Woundproof wall

-Soundproof walls are built in a wide variety of locations and settings: churches, cinemas, assembly halls and the like. This is because sound travels very well through solids and liquids, but not so well through gases. An optimum headset provides you with complete isolation from your environment. It works on physical principles which have been known for many years. In fact the ear itself consists of a solid structure containing fluid into which is fitted a third device -the stirrup bone or stapes- that moves when sound impinges upon it.

-Sound has to travel from the outside world along two channels before it can reach our inner ear: an outer channel made up of the bones of the skull and cheekbones, an inner one consisting of a fine chain of bones called the ossicles -the incus, malleus and stapes- linking the fluid filled outer ear to the liquid filled inner one.

-The loudspeaker is very similar in principle to your headphone. The speaker cone’s motion is caused by forcing it back and forth through air or another gas. When sound impinges upon it, it moves forward until the restoring force of the spring brings it back again.

-If you are listening to music at a high volume you can feel this motion very clearly on your chest wall, because the loudspeaker itself is only about an inch from you, whereas when using headphones no physical connection with anything makes its presence felt. This movement drives associated parts of the sound system -the amplifier and the like- and these in turn drive a rigid membrane made from plastic, metal or paper depending on the design of your loudspeaker.

-If you take a pair of headphones apart you will find that there are two very thin membranes fastened to a light frame so as to be free to stretch and contract. In the centre of each membrane is a small square hole just large enough for a tiny bone called the stapes to pass through it when it moves under the influence of sound waves impinging on the ear drum. The ear drum itself is fixed, but this innermost stirrup-shaped bone is suspended by its long arm from various smaller bones situated in front of it inside your skull jar, which prevents its being displaced by pressure from the outside.

-These two membranes are linked at one end to the speaker cone inside the loudspeaker, and at their other ends to a support which in turn is fastened to the frame of your headphone set. When the speaker cone moves back and forth it causes these membranes to stretch or relax, thus setting up vibrations in them that travel across space by means of air molecules, just as sound waves do when they are produced by plucking strings on musical instruments -violins for example- instead of by forcing a column of compressed air backwards and forwards in an organ pipe.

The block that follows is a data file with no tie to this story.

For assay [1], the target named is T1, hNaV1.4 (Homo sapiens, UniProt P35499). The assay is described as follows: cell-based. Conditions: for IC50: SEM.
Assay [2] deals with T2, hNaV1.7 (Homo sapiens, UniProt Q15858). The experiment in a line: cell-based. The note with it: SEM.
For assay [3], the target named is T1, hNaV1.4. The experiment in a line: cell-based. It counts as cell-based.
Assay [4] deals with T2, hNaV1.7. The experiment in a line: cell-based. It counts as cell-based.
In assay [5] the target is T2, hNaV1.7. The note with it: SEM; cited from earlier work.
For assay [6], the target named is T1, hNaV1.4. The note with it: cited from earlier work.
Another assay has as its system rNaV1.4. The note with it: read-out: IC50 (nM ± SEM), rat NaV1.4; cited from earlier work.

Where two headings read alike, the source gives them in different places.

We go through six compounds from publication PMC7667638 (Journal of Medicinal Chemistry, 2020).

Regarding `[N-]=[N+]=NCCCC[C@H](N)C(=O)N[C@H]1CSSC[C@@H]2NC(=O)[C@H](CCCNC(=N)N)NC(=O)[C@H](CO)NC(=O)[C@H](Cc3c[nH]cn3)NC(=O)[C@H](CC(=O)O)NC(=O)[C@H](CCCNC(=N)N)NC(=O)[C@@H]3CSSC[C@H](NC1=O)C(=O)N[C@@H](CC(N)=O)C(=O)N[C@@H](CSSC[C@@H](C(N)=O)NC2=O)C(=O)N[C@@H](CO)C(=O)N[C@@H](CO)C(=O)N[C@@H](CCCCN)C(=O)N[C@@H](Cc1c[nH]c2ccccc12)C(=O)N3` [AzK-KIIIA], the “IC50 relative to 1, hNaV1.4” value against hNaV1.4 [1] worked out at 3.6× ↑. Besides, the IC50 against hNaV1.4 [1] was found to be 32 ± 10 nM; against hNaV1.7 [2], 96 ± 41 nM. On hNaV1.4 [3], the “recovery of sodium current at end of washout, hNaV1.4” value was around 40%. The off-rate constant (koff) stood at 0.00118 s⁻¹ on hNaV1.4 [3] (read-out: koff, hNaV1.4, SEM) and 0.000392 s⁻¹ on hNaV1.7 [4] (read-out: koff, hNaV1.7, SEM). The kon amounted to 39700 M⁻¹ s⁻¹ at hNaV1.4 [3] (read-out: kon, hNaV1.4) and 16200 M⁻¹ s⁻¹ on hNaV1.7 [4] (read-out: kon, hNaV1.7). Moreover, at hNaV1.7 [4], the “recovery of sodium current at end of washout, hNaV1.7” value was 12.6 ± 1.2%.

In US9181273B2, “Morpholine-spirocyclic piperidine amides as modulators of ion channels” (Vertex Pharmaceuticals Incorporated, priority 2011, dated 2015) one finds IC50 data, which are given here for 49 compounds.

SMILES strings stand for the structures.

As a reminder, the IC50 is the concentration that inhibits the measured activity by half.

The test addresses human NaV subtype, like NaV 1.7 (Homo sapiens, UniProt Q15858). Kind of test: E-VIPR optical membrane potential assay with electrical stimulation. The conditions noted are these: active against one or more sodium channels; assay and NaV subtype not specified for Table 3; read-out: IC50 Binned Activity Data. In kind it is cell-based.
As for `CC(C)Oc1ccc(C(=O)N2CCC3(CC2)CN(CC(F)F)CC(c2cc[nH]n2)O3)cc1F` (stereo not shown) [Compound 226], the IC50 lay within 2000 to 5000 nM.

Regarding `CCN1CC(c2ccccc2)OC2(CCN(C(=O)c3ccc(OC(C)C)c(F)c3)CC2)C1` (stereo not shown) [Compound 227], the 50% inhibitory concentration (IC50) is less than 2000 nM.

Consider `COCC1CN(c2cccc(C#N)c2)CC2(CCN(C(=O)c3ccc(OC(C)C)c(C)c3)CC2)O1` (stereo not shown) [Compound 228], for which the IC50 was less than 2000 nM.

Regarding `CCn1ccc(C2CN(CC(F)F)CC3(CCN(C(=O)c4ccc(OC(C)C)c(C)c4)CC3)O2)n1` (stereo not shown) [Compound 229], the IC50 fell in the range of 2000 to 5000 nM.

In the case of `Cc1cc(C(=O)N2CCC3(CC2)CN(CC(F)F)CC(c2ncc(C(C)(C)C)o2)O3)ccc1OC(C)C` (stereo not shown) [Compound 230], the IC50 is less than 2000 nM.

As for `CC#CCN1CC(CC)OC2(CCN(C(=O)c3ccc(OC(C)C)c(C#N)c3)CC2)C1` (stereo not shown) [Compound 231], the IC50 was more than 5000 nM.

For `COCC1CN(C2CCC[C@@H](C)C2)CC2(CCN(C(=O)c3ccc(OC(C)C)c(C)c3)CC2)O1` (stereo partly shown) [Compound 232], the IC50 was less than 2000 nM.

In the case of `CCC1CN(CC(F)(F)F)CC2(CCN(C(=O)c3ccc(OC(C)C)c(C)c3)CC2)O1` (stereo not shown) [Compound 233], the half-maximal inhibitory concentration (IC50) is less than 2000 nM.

-The membrane attached to your stapes bone vibrates so minutely in sympathy with its counterpart inside your headphones that this stirrup in turn causes soft tissue surrounding it to vibrate. T

-he ear drum, which is situated just behind the inner end of your nose bone (nasal bone) also moves minutely in sympathy with these vibrations. So does another set of bones called the columella that link the membrane inside your ear to the bony wall of your entrance canal; and finally, so do some small bones found inside your middle ear cavity.

-But although all these parts are connected together by means of minute bony levers or joints they are not hinged like a door or an arm, but instead swing back and forth like a pendulum driven by the stirrup-shaped bone at its base. All this happens many times every second for as long as you listen to through headphones.

-The speaker cone of your loudspeaker has to be driven back and forth more slowly than the one inside your headphone set, but its push-pull movements are nonetheless sufficient to move some parts of it -the outer edge of its moving part for example- backwards and forwards by an amount equal to about 10 percent of their own diameter. This makes any sound it emits audible.